The exhibition is curated by Sin Sin Man in collaboration with Akio Nagasawa. The seminal works of Postwar Photography in such a scale are brought to Hong Kong for the very first time. Japanese Photography is one of the biggest artistic contributions to the world by a single country in recent history. Though not imitative of traditional Japanese art forms, there is a similar regard for subtle balance, delicate mood and fine craftsmanship. These photographs provide an exclusive access to a particular time as it’s seen by the eight legendary photographers through their camera lens.
Tights in Shimotakaido, 1987
Tights in Shimotakaido, 1987
Hateruma Island, 1971
b. 1920, California, USA, d. 2011
Takashi Kijima is considered one of the greatest Japanese photographers and possibly the world’s best photographer of orchids. Born in 1920 in the United States, he moved to Japan to study and graduated in Art at Nihon University in 1943. His photography first gained recognition in 1954 when he won the Asahi Advertisement Award followed by several prizes and medals. His first book on orchids was published in 1975 and since then Takashi Kijima has made his fascinating flower the subject of other books and international photographic exhibitions.
b. 1930, Aichi, JP, d. 2012
Tomatsu was a self-taught photographer. In the late 1950s, he participated in the “Eyes of Ten” exhibitions, and, with five of the other participating photographers (Eikoh Hosoe, Kikuji Kawada, Ikko Narahara, Akira Sato, and Akira Tanno), he formed the agency VIVO, which Brueggemann calls the “epicenter” of Japanese photography in the 1960s. Tomatsu’s major projects include photographing the U.S. occupation and subsequent Americanization of Japan; the “Hiroshima-Nagasaki Document,” in which he and Ken Domon photographed the aftermath of the atomic bomb; and pictures of both violence in the streets and the life styles of students in Shinjuku, Tokyo.
b. 1933, Yamagata, JP
Eikoh Hosoe is one of Japan’s notable post-war photographers and filmmakers. Hosoe’s photography is often collaborated or linked with his artist acquaintances, the series Bara- kei (Ordeal by Roses) was created in 1962 with the famous writer Yukio Mishima as a model, and the series Kamaitachi was created with dancer Tatsumi Hijikata as the model in 1969. Hosoe has received the Royal Photographic Society’s 150th anniversary special medal, for his work as a photographer who has made a lifetime contribution to art, in 2003. He has also been awarded the title of Japanese Person of Cultural Merit (2010) and many others.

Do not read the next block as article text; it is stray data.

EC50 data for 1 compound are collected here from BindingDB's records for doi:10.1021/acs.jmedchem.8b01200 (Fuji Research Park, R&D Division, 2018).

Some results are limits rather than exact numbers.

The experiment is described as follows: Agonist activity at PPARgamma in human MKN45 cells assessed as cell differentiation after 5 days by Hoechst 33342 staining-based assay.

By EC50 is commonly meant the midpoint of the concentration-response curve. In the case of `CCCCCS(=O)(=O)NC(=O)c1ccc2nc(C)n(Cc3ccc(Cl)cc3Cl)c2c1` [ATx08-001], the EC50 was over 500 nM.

b. 1936, Tokyo, JP, d. 2008
Takayuki Ogawa had been working as freelance in advertising industry. His most celebrated series of photos named “New York Is” were shot there between 1967 and ’68. While adopting a documentary style, Ogawa portrays the streets of New York from a personal, subjective point of view, in a somewhat stylish fashion that explicitly suggests his unique aesthetic. After returning to Japan, Camera Mainichi magazine dedicated the first 41 pages of their September ’68 issue to the photographer who went on to win a Newcomer Award from the Japan Photo Critics Association in the same year. Collections of Ogawa’s works are being kept at George Eastman House (USA), Tokyo Metropolitan Museum of Photography, Kawasaki City Museum and Nihon University among others.
b. 1938, Osaka, JP
Daido Moriyama is one of Japan’s foremost contemporary photographers. Moriyama’searly works reveal the dark underside of urban Japanese life, and the breakdown of strict, traditional values in the post-war period. One of the photographer’s aims is to reveal the hidden beauty in that which is conventionally regarded as flawed, engaging closely with the Japanese world-view of wabi-sabi which seeks beauty in imperfection and profundity in nature. Strongly inspired by Jack Kerouac’s On the Road, Moriyama is interested in the importance of the journey; he wanders large metropolises and attempts to uncover the seedier sides of urban life, as well as the hidden parts of the city. In part due to these reasons, his work has a strong sense of voyeurism.
b. 1940, Tokyo, JP
Hajime Sawatari is a celebrated fashion and advertising photographer. His photobooks are part of the important cultural renaissance that took place in Japan in the 1960s and ’70s and vitnessed the promotion of provocative, avant-garde book publishing. Sawatari won the Japan Photograph Association’s ‘Nendo Sho’ award for Nadia in 1973. Later on he joined Yoshihiro Tatsuki and Shunji Ōkura to produce a series that was furiously creative and that moved away from the staid conventions of so-called ‘talent’ books being published in Japan at this time. The Private series revealed an intimate, personal, highly emotional relationship between the photographer and his female subject. Photographed outdoors, Sawatari’s nude is tangible and human, rather than aloof and unattainable.
b. 1940, Tokyo, JP
Issei Suda occupies a unique position in the history of Japanese photography: deeply important yet having received relatively little attention for his work from the West. Perhaps owing to the fact that he never became associated with any particular school, he remained outside the widely disseminated narratives told about Japanese photography.
b. 1941, Tokyo, JP
Sakata has been shooting portraits for the covers of Aera magazine since its launch in 1988, and as a result of his relentless work, the number of people he portrayed so far amount to more than 1,000. In 2004, the exhibition ”Piercing The Sky” at the Tokyo Metropolitan Museum of Photography attracted much attention. Sakata received a Domon Ken Award and a Photographer Award from The Photographic Society of Japan in 2005. In 2013, the
￼“Enoshima” series focusing on “portraits without people” was shown at the Hara Museum of Contemporary Art, and caused quite a stir as a groundbreaking new venture.
Press release: www.sinsinfineart.com
24th Nov 2016 – 31st Jan 2017